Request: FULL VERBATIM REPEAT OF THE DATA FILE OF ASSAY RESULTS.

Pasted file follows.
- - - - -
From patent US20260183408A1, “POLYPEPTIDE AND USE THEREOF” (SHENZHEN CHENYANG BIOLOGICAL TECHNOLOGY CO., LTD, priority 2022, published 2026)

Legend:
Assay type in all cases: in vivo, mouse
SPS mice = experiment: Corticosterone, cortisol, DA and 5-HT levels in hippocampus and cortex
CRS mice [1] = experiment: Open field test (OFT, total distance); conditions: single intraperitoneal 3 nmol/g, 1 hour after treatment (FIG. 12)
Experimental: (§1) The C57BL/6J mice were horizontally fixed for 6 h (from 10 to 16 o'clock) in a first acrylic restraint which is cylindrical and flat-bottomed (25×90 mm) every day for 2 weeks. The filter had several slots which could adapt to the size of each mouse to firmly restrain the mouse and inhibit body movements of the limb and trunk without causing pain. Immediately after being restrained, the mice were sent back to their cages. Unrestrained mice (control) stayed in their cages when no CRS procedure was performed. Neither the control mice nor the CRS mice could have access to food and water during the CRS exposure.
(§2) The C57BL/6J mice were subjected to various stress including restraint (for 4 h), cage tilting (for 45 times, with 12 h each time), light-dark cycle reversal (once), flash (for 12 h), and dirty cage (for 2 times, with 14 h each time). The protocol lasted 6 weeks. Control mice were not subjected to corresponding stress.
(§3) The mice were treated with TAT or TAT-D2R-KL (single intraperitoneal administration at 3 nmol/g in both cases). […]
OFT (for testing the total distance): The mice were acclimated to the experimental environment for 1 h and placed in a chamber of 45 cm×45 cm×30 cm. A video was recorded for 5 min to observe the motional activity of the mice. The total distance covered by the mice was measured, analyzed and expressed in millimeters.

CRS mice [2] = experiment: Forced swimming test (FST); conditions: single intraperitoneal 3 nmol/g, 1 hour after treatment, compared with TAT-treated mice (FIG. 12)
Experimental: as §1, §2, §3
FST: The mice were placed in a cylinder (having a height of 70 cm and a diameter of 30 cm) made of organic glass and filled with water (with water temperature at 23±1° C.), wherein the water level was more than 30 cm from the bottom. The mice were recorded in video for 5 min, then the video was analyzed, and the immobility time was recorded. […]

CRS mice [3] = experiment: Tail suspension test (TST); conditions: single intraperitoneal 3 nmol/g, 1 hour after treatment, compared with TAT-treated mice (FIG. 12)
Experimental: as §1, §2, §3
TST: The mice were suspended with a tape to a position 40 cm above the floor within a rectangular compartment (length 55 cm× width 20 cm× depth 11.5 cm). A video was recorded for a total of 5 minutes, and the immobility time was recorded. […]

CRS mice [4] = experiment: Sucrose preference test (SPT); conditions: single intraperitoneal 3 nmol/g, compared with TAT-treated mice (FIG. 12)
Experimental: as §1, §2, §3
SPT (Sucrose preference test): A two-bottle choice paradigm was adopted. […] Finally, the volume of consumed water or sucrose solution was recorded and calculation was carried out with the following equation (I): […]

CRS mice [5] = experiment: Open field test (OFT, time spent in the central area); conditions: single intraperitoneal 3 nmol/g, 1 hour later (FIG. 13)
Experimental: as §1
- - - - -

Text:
From patent US20260183408A1, “POLYPEPTIDE AND USE THEREOF” (SHENZHEN CHENYANG BIOLOGICAL TECHNOLOGY CO., LTD, priority 2022, published 2026)

Legend:
Assay type in all cases: in vivo, mouse
SPS mice = experiment: Corticosterone, cortisol, DA and 5-HT levels in hippocampus and cortex
CRS mice [1] = experiment: Open field test (OFT, total distance); conditions: single intraperitoneal 3 nmol/g, 1 hour after treatment (FIG. 12)
Experimental: (§1) The C57BL/6J mice were horizontally fixed for 6 h (from 10 to 16 o'clock) in a first acrylic restraint which is cylindrical and flat-bottomed (25×90 mm) every day for 2 weeks. The filter had several slots which could adapt to the size of each mouse to firmly restrain the mouse and inhibit body movements of the limb and trunk without causing pain. Immediately after being restrained, the mice were sent back to their cages. Unrestrained mice (control) stayed in their cages when no CRS procedure was performed. Neither the control mice nor the CRS mice could have access to food and water during the CRS exposure.
(§2) The C57BL/6J mice were subjected to various stress including restraint (for 4 h), cage tilting (for 45 times, with 12 h each time), light-dark cycle reversal (once), flash (for 12 h), and dirty cage (for 2 times, with 14 h each time). The protocol lasted 6 weeks. Control mice were not subjected to corresponding stress.
(§3) The mice were treated with TAT or TAT-D2R-KL (single intraperitoneal administration at 3 nmol/g in both cases). […]
OFT (for testing the total distance): The mice were acclimated to the experimental environment for 1 h and placed in a chamber of 45 cm×45 cm×30 cm. A video was recorded for 5 min to observe the motional activity of the mice. The total distance covered by the mice was measured, analyzed and expressed in millimeters.

CRS mice [2] = experiment: Forced swimming test (FST); conditions: single intraperitoneal 3 nmol/g, 1 hour after treatment, compared with TAT-treated mice (FIG. 12)
Experimental: as §1, §2, §3
FST: The mice were placed in a cylinder (having a height of 70 cm and a diameter of 30 cm) made of organic glass and filled with water (with water temperature at 23±1° C.), wherein the water level was more than 30 cm from the bottom. The mice were recorded in video for 5 min, then the video was analyzed, and the immobility time was recorded. […]

CRS mice [3] = experiment: Tail suspension test (TST); conditions: single intraperitoneal 3 nmol/g, 1 hour after treatment, compared with TAT-treated mice (FIG. 12)
Experimental: as §1, §2, §3
TST: The mice were suspended with a tape to a position 40 cm above the floor within a rectangular compartment (length 55 cm× width 20 cm× depth 11.5 cm). A video was recorded for a total of 5 minutes, and the immobility time was recorded. […]

CRS mice [4] = experiment: Sucrose preference test (SPT); conditions: single intraperitoneal 3 nmol/g, compared with TAT-treated mice (FIG. 12)
Experimental: as §1, §2, §3
SPT (Sucrose preference test): A two-bottle choice paradigm was adopted. […] Finally, the volume of consumed water or sucrose solution was recorded and calculation was carried out with the following equation (I): […]

CRS mice [5] = experiment: Open field test (OFT, time spent in the central area); conditions: single intraperitoneal 3 nmol/g, 1 hour later (FIG. 13)
Experimental: as §1